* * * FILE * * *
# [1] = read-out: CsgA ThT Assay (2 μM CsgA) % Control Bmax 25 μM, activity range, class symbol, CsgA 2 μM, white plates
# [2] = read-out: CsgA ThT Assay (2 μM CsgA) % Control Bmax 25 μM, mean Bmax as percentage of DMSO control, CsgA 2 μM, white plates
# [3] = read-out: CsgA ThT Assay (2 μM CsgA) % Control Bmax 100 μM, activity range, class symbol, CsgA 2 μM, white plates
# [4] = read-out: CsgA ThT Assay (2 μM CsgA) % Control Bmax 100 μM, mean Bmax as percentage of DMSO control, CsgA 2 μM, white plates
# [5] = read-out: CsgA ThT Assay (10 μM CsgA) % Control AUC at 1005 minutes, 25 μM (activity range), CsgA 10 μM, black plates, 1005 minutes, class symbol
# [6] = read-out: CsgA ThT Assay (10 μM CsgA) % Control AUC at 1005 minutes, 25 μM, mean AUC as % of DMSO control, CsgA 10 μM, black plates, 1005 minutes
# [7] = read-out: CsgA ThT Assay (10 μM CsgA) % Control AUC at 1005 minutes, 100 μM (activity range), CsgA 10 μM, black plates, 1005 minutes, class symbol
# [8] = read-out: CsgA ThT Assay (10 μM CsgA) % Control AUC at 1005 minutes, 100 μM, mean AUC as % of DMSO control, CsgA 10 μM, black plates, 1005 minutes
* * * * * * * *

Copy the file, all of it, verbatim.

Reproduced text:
# [1] = read-out: CsgA ThT Assay (2 μM CsgA) % Control Bmax 25 μM, activity range, class symbol, CsgA 2 μM, white plates
# [2] = read-out: CsgA ThT Assay (2 μM CsgA) % Control Bmax 25 μM, mean Bmax as percentage of DMSO control, CsgA 2 μM, white plates
# [3] = read-out: CsgA ThT Assay (2 μM CsgA) % Control Bmax 100 μM, activity range, class symbol, CsgA 2 μM, white plates
# [4] = read-out: CsgA ThT Assay (2 μM CsgA) % Control Bmax 100 μM, mean Bmax as percentage of DMSO control, CsgA 2 μM, white plates
# [5] = read-out: CsgA ThT Assay (10 μM CsgA) % Control AUC at 1005 minutes, 25 μM (activity range), CsgA 10 μM, black plates, 1005 minutes, class symbol
# [6] = read-out: CsgA ThT Assay (10 μM CsgA) % Control AUC at 1005 minutes, 25 μM, mean AUC as % of DMSO control, CsgA 10 μM, black plates, 1005 minutes
# [7] = read-out: CsgA ThT Assay (10 μM CsgA) % Control AUC at 1005 minutes, 100 μM (activity range), CsgA 10 μM, black plates, 1005 minutes, class symbol
# [8] = read-out: CsgA ThT Assay (10 μM CsgA) % Control AUC at 1005 minutes, 100 μM, mean AUC as % of DMSO control, CsgA 10 μM, black plates, 1005 minutes